Itâ€™s clear that the music industry has had a tough time in the last few years, and there are two reasons for it.
- Weâ€™ve gone from an era where you needed serious investment to produce a record properly to one where most professionals use the same tools as bedroom musicians.
- The internet has taken distribution costs down to pretty much zero.
What this means is fragmentation.
Where before you had a few content producers pushing over a few distribution channels â€“ so, The Monkees selling CDs through HMV or Tower Records â€“ now you have a huge number of bedroom musicians (like myself) distributing over plain HTTP, or iTunes, or Magnavox, or whatever.
(Please note that â€œbedroom musicianâ€ is not a euphemism.)
Simply, the musicians donâ€™t need record companies any more. Theyâ€™re out of the loop, and they canâ€™t make money doing things the old way. Thankfully, they are all starting to realise that â€“ the agreement with Amazon to create a DRM free store containing all four major labels was a landmark, and should be the first of many.
If the internet has a message for business, it is this: donâ€™t give up. The internet invalidates some business models, but creates new ones at the same time. You need to join the change.
ccMixter is a great example of how that has applied to the music business. Itâ€™s a remix site, where you can take samples that someone has previously uploaded, and produce a music track.
Show me whatcha got
Here’s an original track from Fort Minor. The reason you recognise the voice is that this is the vocalist from Linkin Park.
Fort Minor, being a strangely named but forward thinking individual, split out the samples of his track, and threw them into the pool at ccMixter.
People got to work.
There are a lot of remixes available – this is my favourite.
Are you frontin’?
So we’ve gone from a situation where new production and distribution models are a problem, to a case where we’re using that talent to do something that wasn’t possible before. Here’s what that is – I prefer this version to the original.
Here’s what I mean by that. One of the things internet people talk about a lot is the possibility of offering customised content. What that really means is segmenting your market, and then creating multiple products based on that segmentation. For example, I like melodic electronic beats, and that’s just what this remix is. It’s customised content for my segment.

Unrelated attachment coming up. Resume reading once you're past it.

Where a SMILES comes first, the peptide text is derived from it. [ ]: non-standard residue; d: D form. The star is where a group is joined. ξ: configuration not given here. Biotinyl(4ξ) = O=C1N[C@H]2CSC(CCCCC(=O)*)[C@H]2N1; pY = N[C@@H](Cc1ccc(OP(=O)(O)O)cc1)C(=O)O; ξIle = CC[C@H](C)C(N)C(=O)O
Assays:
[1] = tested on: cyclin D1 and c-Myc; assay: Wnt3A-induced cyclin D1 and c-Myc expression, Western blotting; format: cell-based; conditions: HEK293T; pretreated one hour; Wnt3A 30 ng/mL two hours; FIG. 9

Where’s the green, fool?
Most businesses, at some point, need to think about monetisation. Is Fort Minor just giving money away to people? In a sense, sure. I don’t need to pay to hear an awesome version of this song.
But bear in mind two things. First of all – this is an industry where there are more and more artists available across more and more channels. The trick is no longer getting signed with a label, and into the game. The game is open – the only trick is getting people to listen.
Now bear in mind the classic adoption model – Innovators to Early Adopters to Early Majority to Late Majority to Laggards. That’s who those remixers are – innovators. They are DJs. They set up websites featuring their remixes.
The Early Adopters listen to what Innovators have to say about music.
The Early Majority will listen if the music fits what they’re looking for. If it’s practical.
The Late Majority will listen if everyone else thinks they are crazy for NOT listening.
The Laggards will close their ears, and not listen. But by this point you have diffused your track way past where it needs to be successful.
Sure, this isn’t a perfect model. I haven’t addressed segmentation in taste / distribution, I haven’t mentioned cost, promotions or interactions with traditional media. There’s a lot missing here.
But it’s a start.